Some of the hardest and oldest rocks on earth form the sheer walls of 2,000-foot-deep Black Canyon of the Gunnison, the deepest and most impressive gorge in the state. The river cutting through the canyon falls faster than any other in North America—dropping 2,150 feet in under 50 miles—and the canyon bottom is so rugged that there are no trails along it. Unless you’re a serious mountaineer, you’ll have to content yourself with looking down into it from the rim, which is accessible on the north side via Hwy-92 and from US-50 on the south via Hwy-347. The visitors center (970/249-1914 or 970/641-2337) on the south rim provides details on hiking trails and camping and can tell you more than you ever wanted to know about the canyon’s unique geology: For instance, unlike the Grand Canyon, with its layers of exposed rock, the Black Canyon is basically one solid hunk of stone, a half-mile-thick chunk of two-billion-year-old Precambrian gneiss (pronounced “nice”).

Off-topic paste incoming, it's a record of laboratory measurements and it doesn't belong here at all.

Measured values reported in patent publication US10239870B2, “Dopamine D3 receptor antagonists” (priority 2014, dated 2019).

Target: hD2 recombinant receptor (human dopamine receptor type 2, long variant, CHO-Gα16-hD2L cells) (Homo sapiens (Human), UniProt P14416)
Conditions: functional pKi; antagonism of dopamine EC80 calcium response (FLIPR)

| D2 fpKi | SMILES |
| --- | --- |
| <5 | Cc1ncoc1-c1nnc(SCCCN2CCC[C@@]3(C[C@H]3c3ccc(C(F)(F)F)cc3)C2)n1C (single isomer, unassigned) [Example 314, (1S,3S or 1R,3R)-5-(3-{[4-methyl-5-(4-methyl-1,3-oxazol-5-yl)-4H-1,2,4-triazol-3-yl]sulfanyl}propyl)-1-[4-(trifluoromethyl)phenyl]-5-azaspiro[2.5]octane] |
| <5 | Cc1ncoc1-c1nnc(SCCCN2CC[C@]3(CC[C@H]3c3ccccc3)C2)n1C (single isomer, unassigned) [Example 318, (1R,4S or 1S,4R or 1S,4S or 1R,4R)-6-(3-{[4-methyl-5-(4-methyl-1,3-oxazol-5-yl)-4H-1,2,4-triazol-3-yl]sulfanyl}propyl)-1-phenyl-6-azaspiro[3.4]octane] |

Upstream from the Black Canyon, US-50 parallels the Gunnison River, renowned for its excellent trout and landlocked salmon fishing, though sadly the once-raging waters have been backed up behind dams to form a series of reservoirs, jointly managed as the Curecanti National Recreation Area.